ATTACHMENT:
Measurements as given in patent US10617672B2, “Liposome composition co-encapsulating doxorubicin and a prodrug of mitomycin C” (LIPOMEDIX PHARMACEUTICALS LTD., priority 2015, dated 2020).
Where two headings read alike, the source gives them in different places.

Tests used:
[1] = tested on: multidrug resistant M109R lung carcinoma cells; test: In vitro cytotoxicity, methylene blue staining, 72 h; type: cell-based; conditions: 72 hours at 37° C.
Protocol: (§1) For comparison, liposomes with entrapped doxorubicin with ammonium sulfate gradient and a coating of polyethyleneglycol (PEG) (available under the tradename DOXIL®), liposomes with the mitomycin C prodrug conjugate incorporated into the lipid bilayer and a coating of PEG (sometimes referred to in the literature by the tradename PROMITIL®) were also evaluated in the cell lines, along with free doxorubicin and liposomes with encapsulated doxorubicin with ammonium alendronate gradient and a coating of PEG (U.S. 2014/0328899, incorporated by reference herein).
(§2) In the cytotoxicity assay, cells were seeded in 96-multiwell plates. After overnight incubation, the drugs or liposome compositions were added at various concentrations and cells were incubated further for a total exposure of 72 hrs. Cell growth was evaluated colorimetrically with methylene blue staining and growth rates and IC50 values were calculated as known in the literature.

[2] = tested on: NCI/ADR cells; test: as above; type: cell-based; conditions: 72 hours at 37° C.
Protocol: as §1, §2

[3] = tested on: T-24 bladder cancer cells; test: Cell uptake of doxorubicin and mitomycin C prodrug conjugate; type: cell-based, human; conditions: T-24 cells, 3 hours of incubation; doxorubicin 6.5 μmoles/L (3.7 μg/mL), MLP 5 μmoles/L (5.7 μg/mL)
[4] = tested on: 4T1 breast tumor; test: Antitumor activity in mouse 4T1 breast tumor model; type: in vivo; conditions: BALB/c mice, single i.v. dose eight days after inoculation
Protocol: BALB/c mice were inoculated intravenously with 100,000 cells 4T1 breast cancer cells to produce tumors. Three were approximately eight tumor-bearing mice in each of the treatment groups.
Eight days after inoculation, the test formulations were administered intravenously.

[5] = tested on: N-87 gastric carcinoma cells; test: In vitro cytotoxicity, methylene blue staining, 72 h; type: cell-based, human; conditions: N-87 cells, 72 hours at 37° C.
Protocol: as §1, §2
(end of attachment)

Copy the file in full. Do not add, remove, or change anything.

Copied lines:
Measurements as given in patent US10617672B2, “Liposome composition co-encapsulating doxorubicin and a prodrug of mitomycin C” (LIPOMEDIX PHARMACEUTICALS LTD., priority 2015, dated 2020).
Where two headings read alike, the source gives them in different places.

Tests used:
[1] = tested on: multidrug resistant M109R lung carcinoma cells; test: In vitro cytotoxicity, methylene blue staining, 72 h; type: cell-based; conditions: 72 hours at 37° C.
Protocol: (§1) For comparison, liposomes with entrapped doxorubicin with ammonium sulfate gradient and a coating of polyethyleneglycol (PEG) (available under the tradename DOXIL®), liposomes with the mitomycin C prodrug conjugate incorporated into the lipid bilayer and a coating of PEG (sometimes referred to in the literature by the tradename PROMITIL®) were also evaluated in the cell lines, along with free doxorubicin and liposomes with encapsulated doxorubicin with ammonium alendronate gradient and a coating of PEG (U.S. 2014/0328899, incorporated by reference herein).
(§2) In the cytotoxicity assay, cells were seeded in 96-multiwell plates. After overnight incubation, the drugs or liposome compositions were added at various concentrations and cells were incubated further for a total exposure of 72 hrs. Cell growth was evaluated colorimetrically with methylene blue staining and growth rates and IC50 values were calculated as known in the literature.

[2] = tested on: NCI/ADR cells; test: as above; type: cell-based; conditions: 72 hours at 37° C.
Protocol: as §1, §2

[3] = tested on: T-24 bladder cancer cells; test: Cell uptake of doxorubicin and mitomycin C prodrug conjugate; type: cell-based, human; conditions: T-24 cells, 3 hours of incubation; doxorubicin 6.5 μmoles/L (3.7 μg/mL), MLP 5 μmoles/L (5.7 μg/mL)
[4] = tested on: 4T1 breast tumor; test: Antitumor activity in mouse 4T1 breast tumor model; type: in vivo; conditions: BALB/c mice, single i.v. dose eight days after inoculation
Protocol: BALB/c mice were inoculated intravenously with 100,000 cells 4T1 breast cancer cells to produce tumors. Three were approximately eight tumor-bearing mice in each of the treatment groups.
Eight days after inoculation, the test formulations were administered intravenously.

[5] = tested on: N-87 gastric carcinoma cells; test: In vitro cytotoxicity, methylene blue staining, 72 h; type: cell-based, human; conditions: N-87 cells, 72 hours at 37° C.
Protocol: as §1, §2